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Re: [css3-background] does border-radius round the border-image ?

From: Brad Kemper <brad.kemper@gmail.com>
Date: Mon, 12 Jan 2009 13:31:48 -0800
Cc: CSS mailiing list W3C <www-style@w3.org>
Message-Id: <2F2580AE-0644-4D29-B19C-9D2B2E7CF3B0@gmail.com>
To: Faruk Ateş <faruk@apple.com>

On Jan 12, 2009, at 11:46 AM, Faruk Ateş wrote:

> On Jan 10, 2009, at 10:15 PM, Brad Kemper wrote:
>> I did some test cases and saw how they rendered in a recent WebKit  
>> nightly and Firefox 3.2 nightly. I used 'background-clip:padding- 
>> box;', which shows the importance of not clipping the border-image  
>> based on the border-radius (at least not to do so in that  
>> situation, IMO, but I believe its the same problem with default  
>> background-clip, just not as obvious).:
>> http://www.bradclicks.com/cssplay/BorderImageAndRadius.html
> I think there's just a different interpretation of the spec, here.  
> To me, using background-clip: padding;  would presumably render the  
> background to content+padding box, clipped only by the external  
> radius of any possibly-applied border-radius. This is what WebKit  
> does.
> What you're expecting, however, seems to be that the background  
> should be clipped to the inner circle of the border-radius, in this  
> case severely impeding on the boundaries of the padding box. Or  
> really I should say, largely not even reaching the boundaries of the  
> padding box. This is what Firefox does.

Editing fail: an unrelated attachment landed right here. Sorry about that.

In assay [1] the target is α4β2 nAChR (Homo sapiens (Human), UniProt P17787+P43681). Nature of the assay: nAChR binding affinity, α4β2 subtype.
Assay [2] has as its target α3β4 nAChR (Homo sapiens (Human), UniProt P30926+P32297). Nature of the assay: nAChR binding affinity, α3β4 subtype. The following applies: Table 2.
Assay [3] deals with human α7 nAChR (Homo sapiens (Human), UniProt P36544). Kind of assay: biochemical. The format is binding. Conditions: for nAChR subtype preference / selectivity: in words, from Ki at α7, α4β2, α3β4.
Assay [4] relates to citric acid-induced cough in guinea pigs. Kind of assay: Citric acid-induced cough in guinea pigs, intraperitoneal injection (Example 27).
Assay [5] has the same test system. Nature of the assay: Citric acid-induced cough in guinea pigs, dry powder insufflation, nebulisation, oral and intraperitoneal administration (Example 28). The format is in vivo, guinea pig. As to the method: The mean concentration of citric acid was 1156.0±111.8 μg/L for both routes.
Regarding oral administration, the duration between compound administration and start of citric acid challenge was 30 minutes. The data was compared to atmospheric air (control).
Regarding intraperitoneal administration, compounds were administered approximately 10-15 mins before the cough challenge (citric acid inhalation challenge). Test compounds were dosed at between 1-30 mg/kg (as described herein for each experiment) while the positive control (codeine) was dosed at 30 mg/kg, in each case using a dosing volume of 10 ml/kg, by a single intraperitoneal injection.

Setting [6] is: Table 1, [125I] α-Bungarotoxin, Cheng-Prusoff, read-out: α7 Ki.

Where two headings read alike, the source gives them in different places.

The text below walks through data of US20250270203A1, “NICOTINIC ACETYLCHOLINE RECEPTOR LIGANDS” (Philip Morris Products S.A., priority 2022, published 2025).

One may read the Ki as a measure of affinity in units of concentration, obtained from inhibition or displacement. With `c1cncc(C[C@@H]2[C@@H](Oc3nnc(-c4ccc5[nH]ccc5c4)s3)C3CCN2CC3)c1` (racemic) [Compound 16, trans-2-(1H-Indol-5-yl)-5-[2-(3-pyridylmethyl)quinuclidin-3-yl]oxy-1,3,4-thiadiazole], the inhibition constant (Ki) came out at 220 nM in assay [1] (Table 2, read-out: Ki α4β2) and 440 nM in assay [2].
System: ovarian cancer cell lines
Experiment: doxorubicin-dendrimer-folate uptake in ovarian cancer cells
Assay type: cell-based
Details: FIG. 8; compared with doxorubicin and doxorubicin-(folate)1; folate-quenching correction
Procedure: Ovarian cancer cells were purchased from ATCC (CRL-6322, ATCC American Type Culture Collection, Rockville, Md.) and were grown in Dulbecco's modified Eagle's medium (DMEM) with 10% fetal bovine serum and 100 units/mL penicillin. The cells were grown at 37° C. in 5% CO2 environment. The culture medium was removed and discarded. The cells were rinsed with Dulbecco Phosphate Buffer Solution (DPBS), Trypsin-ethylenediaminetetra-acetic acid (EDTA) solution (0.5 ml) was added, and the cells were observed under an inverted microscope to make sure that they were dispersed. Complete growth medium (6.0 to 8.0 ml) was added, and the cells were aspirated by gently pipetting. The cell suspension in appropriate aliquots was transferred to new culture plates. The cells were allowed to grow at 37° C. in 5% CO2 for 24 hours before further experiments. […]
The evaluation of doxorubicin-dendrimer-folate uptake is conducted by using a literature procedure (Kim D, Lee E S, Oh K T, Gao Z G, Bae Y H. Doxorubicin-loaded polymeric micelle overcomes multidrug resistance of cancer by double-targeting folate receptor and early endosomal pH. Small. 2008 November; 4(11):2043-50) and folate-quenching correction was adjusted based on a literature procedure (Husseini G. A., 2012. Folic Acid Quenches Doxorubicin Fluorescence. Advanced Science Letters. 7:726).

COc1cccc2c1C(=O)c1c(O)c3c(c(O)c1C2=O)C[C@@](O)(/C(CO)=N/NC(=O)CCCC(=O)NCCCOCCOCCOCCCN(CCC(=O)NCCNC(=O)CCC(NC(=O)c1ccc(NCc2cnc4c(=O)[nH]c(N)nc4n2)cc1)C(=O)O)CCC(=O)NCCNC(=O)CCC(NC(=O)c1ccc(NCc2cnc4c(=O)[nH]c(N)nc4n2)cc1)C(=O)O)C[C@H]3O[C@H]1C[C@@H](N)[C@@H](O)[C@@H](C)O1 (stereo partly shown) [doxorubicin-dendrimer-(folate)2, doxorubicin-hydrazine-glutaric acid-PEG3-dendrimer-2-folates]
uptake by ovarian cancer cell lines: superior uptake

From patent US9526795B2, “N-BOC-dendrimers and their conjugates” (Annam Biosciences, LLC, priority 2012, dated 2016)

> I don't think either browser is right or wrong, I think the spec is  
> inconclusive as to what the behavior should be like.

That's why I mentioned it. I think the spec should say one way or the  
other so that implementations are consistent.

> I can see arguments for both interpretations, but I'm personally  
> inclined to side with WebKit's implementation simply because the  
> padding of the box (and the content box itself) don't get their  
> foreground dimensions curved, i.e. the text is still in a  
> rectangular box, and the padding around the text is still a  
> rectangular box as well.

I couldn't find a definition of "padding-box" anywhere, but presumably  
it is based on "padding edge" [1], which was defined without any  
expectation that the inside edge of the border would be any different  
from the outside edge of the padding. Border-radius makes it different.

 From an author utility perspective, with regards to backgrounds, the  
difference between padding-edge and border-edge for "background-clip"  
is about two things:

1. Whether or not part of the background will be covered by the border  
(when tiling, for instance), and

2. Whether or not the background will be visible in the gaps between  
dashes or dots(or in the space between double lines, presumably,  
although I have not tested that).

So for authoring, I would expect "background-clip" to determine  
whether "border-radius" does its clipping on the inside of the border  
or the outside. But WebKit just shows the intersection of the clipping  
based on the outside edge of the border-radius and a clipping based on  
the outside edge of the padding. I find that significantly less useful  
when combining these properties. I cannot imagine any cases where I  
would want the background to continue under the border when background- 
clip: padding-edge is used, since it would generally be used  
specifically to prevent that.

> Perhaps an expansion to the spec here would be useful, as I can see  
> reason for both scenarios to co-exist rather than one being dropped  
> in favor of the other.

Can you give an example of where you would see a reason for the  
background to continue under the border when background-clip: padding- 
edge is used?

> Faruk

[1] http://www.w3.org/TR/2007/CR-CSS21-20070719/box.html#box-dimensions
Received on Monday, 12 January 2009 21:32:25 UTC

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